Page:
Does Your Vet Listen to You? Cookie's Post-Sedation Complications

In order to try and figure out what was going on with Cookie's lameness, we decided to take the next step by getting x-rays. To get the images we needed, proper positioning is important and Cookie had to be sedated to achieve that.

Everything went well and quickly.

After sedation is reversed, it is expected that it takes a while before the dog comes fully out of it.

However, Cookie seemed bummed out from it more than would be normal.

Even three ours later she was still barely walking, both her head and hind end drooping. We encouraged her to lay down and rest.

About another hour later she went rushing to the door to go potty. In the short time it took for us to put on a coat and go looking for boots she already pooped; she was in a big hurry.

The stool was fine and firm; it was curious why it was in so much hurry to get out.

She went to lay down again only to come rushing to the door once again half an hour later. This time the stool was watery. Hubby took her out while I was cleaning up and she continued to squat and more liquid kept coming out. He hind end was so weak that she ended up just sitting on the ground, leaking out of her bum. The liquid seemed completely clear by then with no color to it at all.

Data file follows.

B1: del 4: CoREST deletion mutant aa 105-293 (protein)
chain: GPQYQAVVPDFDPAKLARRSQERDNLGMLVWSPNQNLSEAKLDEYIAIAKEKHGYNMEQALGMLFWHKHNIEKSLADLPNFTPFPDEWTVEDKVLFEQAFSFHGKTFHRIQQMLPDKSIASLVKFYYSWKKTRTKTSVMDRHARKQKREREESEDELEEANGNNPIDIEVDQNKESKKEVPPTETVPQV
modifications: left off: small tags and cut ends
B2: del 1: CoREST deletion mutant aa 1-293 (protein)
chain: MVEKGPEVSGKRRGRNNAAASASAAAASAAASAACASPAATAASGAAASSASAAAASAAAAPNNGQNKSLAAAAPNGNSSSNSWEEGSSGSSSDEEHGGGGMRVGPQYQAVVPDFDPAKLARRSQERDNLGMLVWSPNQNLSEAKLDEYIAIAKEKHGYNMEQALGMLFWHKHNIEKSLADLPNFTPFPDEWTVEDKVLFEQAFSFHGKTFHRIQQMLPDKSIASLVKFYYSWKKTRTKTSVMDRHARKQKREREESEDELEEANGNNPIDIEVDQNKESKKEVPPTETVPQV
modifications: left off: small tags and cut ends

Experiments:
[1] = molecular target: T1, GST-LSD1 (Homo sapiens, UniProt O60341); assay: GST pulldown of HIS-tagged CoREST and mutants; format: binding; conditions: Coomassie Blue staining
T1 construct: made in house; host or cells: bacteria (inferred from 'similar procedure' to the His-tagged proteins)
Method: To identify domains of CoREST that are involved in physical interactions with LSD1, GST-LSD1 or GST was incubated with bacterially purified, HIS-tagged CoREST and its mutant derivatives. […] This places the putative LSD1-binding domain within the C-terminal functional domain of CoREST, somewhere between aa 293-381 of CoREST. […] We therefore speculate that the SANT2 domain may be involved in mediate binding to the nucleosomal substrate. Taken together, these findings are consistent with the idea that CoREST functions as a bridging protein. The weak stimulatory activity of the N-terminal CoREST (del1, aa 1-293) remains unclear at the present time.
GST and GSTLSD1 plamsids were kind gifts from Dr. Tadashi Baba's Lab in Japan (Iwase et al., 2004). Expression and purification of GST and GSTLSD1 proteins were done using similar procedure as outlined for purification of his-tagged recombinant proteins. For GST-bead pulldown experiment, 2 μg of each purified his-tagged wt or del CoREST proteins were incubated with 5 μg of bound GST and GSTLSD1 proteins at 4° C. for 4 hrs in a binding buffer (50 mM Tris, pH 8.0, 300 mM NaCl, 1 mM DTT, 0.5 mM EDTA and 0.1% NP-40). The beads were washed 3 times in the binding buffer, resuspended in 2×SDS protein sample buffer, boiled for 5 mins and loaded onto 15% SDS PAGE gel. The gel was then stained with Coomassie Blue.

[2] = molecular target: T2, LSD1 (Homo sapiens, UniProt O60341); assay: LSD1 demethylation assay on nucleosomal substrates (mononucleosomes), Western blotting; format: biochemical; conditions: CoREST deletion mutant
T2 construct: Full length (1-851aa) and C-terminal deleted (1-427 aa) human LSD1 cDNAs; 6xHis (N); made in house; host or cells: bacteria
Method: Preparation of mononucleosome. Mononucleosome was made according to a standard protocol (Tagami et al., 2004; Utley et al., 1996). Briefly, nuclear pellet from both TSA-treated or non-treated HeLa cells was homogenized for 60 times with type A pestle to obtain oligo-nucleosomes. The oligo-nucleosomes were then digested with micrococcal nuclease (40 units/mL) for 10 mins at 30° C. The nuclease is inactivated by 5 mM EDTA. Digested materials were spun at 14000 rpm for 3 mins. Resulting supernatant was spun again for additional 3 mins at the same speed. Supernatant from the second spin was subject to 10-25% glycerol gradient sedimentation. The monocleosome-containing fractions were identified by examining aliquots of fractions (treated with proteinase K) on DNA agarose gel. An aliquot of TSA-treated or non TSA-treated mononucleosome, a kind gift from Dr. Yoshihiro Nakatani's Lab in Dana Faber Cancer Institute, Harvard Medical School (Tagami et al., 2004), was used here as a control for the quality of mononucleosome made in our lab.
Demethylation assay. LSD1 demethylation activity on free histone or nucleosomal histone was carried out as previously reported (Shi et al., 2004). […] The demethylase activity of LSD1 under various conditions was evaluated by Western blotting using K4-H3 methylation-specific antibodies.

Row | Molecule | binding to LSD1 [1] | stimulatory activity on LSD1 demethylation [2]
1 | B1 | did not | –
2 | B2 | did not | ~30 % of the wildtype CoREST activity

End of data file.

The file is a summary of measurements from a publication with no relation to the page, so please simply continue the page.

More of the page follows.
It was also cold outside so when it looked like it was over hubby brought her back in.

She about just walked in when she turned around, sat down and more liquid came gushing out. This continued for about an hour. She was clearly uncomfortable and I started worrying about her getting dehydrated after losing that much fluids.

This did not look like diarrhea at all. I've never seen anything like this.

Should we try to go back to the vet? It's an hour drive and she was miserable and this stuff just kept coming out. How would she do in the truck?

It wasn't urine because after a bunch of that came out she peed and the urine had normal yellow color.

I did get on the phone with the vet hospital explaining what was happening.